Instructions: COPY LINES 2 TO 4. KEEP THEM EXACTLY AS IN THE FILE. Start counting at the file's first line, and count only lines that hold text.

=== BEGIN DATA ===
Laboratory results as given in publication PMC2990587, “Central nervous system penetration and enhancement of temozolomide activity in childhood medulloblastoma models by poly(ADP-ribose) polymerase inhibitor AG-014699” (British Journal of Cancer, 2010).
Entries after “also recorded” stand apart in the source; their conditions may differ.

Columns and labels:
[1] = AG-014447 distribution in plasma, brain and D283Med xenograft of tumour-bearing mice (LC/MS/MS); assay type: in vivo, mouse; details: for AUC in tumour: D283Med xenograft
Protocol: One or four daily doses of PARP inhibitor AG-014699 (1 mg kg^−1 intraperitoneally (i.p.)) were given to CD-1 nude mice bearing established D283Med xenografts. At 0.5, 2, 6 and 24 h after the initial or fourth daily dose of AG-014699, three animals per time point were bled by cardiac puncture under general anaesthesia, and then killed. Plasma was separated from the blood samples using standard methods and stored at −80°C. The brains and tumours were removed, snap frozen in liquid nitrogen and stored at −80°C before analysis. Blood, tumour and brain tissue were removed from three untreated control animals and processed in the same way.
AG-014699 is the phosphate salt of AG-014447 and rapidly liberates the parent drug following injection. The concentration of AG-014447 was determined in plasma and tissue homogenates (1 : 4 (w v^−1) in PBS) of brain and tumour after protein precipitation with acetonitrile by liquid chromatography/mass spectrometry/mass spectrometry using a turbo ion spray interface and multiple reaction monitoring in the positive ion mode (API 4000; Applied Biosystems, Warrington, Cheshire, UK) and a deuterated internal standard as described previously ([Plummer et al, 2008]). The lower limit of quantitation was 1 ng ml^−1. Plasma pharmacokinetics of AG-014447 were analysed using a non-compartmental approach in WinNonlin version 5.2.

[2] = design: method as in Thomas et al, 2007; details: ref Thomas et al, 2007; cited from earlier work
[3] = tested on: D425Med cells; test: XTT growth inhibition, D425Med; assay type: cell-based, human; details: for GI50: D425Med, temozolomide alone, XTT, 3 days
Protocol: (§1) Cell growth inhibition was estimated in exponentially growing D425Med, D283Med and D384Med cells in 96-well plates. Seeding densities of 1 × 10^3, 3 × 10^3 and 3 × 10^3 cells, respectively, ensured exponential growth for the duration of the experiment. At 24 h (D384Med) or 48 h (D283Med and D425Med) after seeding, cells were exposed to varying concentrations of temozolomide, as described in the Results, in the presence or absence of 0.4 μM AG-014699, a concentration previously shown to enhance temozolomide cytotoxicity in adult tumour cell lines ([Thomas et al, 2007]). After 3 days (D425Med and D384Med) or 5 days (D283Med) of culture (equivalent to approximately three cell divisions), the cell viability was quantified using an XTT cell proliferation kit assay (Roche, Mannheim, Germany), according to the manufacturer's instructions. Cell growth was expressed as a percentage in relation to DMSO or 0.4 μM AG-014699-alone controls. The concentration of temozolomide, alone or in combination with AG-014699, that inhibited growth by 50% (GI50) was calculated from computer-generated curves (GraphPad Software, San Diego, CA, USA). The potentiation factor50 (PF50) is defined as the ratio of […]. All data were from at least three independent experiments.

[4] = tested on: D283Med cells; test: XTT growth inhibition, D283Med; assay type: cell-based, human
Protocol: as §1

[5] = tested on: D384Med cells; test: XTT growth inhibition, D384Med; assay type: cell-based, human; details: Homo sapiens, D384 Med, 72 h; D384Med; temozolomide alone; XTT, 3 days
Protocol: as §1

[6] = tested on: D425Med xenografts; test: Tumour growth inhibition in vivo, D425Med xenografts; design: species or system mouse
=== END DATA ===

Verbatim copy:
Entries after “also recorded” stand apart in the source; their conditions may differ.

Columns and labels:
[1] = AG-014447 distribution in plasma, brain and D283Med xenograft of tumour-bearing mice (LC/MS/MS); assay type: in vivo, mouse; details: for AUC in tumour: D283Med xenograft